Valero Texas Open

How J.J. Spaun got past a horrible start, became a PGA Tour winner and is now going to the Masters


Carmen Mandato

April 03, 2022

In that short wink of time after Scottie Scheffler ran through a murderer's row of opponents to become No. 1 in the world at the WGC-Dell Match Play, but before we know for sure whether Tiger Woods will play at this week's Masters, 31-year-old J.J. Spaun squeezed in a first career PGA Tour win at the Valero Texas Open. He was one of four men who started the day at 10 under, and the other three—Beau Hossler, Brandt Snedeker, and Dylan Frittelli—were all in the final group. Undaunted playing ahead of his competition, Spaun used that slice of outsider status to become the PGA Tour's ninth first-time winner in the 2021-22 season.

It started, like so many underdog stories, with a near disaster. On the first hole at TPC San Antonio, Spaun blundered his approach shot into the left rough, hacked out to 60 feet, and ended with a double bogey. Before the rest of the leaders had even posted a single score, he had dug himself an early hole. To his great fortune, though, the rest of the leaders would falter through a painful Sunday, while Spaun's day would only get better.

"Honestly, it didn't bother me as you would think," he said after the round. "If anything, it kind of calmed me down. … I knew there was still a lot of golf and I'd rather double the first hole than the last hole, if I was patient and plugged away, I might put myself in contention."

Beau Hossler, in the final group, was seeking to become the first player to win on the PGA Tour with a sponsor’s exemption since Martin Laird in 2020, and to complete a rapid turnaround after slipping below 400th in the World Ranking earlier this season. He played a strong front nine to reach 12 under, including a chip-in birdie at six, but a bogey at 10 knocked him back. He then lived out a nightmare on 14, butchering the par-5 to the tune of a double bogey:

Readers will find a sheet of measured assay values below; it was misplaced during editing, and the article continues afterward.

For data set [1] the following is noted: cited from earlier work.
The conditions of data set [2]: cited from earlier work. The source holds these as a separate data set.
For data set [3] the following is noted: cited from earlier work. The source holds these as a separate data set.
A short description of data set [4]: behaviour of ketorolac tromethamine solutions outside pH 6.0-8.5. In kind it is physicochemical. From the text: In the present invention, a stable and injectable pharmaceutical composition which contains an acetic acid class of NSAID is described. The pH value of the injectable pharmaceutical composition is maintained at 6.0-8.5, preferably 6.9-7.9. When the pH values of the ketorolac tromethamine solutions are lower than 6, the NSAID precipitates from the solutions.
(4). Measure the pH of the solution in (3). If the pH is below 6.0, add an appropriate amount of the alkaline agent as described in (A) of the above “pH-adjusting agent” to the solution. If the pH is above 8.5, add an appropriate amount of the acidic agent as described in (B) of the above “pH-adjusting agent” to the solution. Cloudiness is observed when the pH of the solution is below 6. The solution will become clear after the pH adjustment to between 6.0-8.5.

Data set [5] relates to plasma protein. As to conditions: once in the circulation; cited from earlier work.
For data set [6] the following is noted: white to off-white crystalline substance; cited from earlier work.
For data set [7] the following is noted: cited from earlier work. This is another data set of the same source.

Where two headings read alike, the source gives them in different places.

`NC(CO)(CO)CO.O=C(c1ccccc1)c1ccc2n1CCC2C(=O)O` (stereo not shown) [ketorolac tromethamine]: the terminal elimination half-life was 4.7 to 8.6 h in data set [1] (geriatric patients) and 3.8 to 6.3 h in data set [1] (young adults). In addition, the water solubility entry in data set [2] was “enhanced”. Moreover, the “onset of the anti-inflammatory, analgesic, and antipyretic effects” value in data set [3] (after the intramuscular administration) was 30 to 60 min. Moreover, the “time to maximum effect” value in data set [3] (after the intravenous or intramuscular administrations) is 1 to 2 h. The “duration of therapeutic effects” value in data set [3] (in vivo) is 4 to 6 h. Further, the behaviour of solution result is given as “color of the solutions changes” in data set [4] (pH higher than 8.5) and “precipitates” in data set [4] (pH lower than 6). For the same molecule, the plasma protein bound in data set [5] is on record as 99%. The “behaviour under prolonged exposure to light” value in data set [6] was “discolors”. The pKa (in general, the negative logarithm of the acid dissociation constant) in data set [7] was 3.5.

He finished the day right where he started, at 10 under, which marks his second excellent result of the year after a third-place finish at Pebble Beach, but which will come with its share of regrets for what might have been.

Those regrets also will plague Brandt Snedeker, who came off five straight missed cuts to vault into a share of the lead after a 66 on Friday and 67 on Saturday. In his last 18, though, he couldn't make a single birdie, and a three-over 75 performance to fall to T-18 ended in mild embarrassment with a rushed three-putt on the last hole.

Like his playing partners, Dylan Frittelli was also at a loss, answering every birdie with a bogey until a rough stretch midway through the back nine ended his chances.

In the absence of any fireworks among the other leaders, Spaun regrouped after his double bogey and began his slow rise to the top of the leader board. A brilliant approach on six yielded his first birdie of the day, and an up-and-down birdie on the par-5 fifth brought him back to even. Then on the ninth, trailing Hossler by two, Spaun responded to a bad break (his ball hit an NBC microphone) by pitching in from 50 feet: